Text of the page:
A quartet of mismatched lovers, a troop of bungling actors, a duke, a duchess, fairies and a mischievous sprite named Puck — the characters of Shakespeare’s A Midsummer Night’s Dream, adapted for a Rajasthani setting, with puppets, colourful costumes and songs, came alive at the Horniman Circle gardens on Wednesday evening.
Performed by the Ujaagar Dramatic Association, Jaipur, the play Kasumol Sapno, written in a mix of dialects from the Shekhawati and Dholpur regions, was performed as part of the Zindagi theatre section of the Hindustan Times Kala Ghoda Arts Festival.
The sprite has a task at hand: to get a love potion that the fairy king wants to use on the queen.
The fairy king sees Hiral, one of the lovers, in the forest, and decides to help her win the attention of the man she loves, but who loves her friend. The fairy king asks the sprite to use the potion on the man. The potion is used on the wrong man.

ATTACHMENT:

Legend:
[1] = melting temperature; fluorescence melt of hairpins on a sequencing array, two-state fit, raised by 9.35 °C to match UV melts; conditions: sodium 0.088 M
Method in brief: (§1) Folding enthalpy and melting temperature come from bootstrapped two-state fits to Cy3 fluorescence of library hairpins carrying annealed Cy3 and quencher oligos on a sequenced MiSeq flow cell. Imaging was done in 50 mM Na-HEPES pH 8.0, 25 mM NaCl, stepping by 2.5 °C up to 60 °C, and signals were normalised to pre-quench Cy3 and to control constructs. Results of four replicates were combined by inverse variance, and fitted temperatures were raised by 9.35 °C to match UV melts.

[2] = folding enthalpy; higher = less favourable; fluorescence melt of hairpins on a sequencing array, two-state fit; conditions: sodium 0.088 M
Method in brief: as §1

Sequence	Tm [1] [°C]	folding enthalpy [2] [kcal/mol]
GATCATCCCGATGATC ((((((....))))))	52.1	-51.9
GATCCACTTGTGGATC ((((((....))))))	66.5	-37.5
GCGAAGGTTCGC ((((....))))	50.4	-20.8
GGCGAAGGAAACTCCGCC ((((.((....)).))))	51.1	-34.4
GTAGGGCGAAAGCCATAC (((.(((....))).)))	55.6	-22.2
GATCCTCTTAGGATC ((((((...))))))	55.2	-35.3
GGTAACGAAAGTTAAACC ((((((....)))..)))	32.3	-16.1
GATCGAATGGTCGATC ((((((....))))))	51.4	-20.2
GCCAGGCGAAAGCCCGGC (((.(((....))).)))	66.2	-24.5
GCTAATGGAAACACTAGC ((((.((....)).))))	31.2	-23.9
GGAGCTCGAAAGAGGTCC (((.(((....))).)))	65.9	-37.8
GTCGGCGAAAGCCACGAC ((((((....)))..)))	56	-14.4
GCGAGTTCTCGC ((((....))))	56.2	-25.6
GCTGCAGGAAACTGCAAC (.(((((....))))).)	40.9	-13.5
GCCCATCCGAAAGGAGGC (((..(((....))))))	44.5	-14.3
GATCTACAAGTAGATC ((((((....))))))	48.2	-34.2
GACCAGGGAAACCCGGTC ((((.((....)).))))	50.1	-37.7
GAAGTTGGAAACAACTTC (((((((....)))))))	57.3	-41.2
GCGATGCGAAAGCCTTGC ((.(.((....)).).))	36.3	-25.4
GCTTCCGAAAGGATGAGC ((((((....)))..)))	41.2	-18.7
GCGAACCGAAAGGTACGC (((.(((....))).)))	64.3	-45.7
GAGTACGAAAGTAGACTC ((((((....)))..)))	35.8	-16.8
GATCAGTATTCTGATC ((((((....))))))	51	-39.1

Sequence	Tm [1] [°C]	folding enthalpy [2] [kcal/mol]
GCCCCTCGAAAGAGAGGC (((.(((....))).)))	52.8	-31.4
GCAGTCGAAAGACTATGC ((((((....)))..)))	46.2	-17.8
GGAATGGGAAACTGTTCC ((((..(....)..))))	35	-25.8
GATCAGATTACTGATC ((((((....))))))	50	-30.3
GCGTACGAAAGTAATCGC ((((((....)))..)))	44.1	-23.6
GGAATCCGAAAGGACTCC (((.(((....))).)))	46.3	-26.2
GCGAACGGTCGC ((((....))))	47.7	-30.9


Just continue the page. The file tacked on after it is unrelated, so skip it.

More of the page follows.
Meanwhile, Torsha, the queen of the fairies, gets a dose of the potion and falls in love with a man who has been turned into a donkey. The fairy king decides it is now time to sort out the mix-up.
The audience loved the laugh riot and gave the performance a standing ovation.
“I have seen a lot of Shakespeare. The way the play was adapted to a local context was amazing,” said Ami Parikh, a teacher in a south Mumbai school.
Ipsita Chakraborty Singh adapted the play into Rajasthani, and Ajit Singh Palawat, a 2010 graduate from the National School of Drama, directed it.
“I see a lot of Rajasthan in Shakespeare, in Macbeth, in The Merchant of Venice. An adaptation gives us full liberty, this is what we learnt at drama school,” said Singh.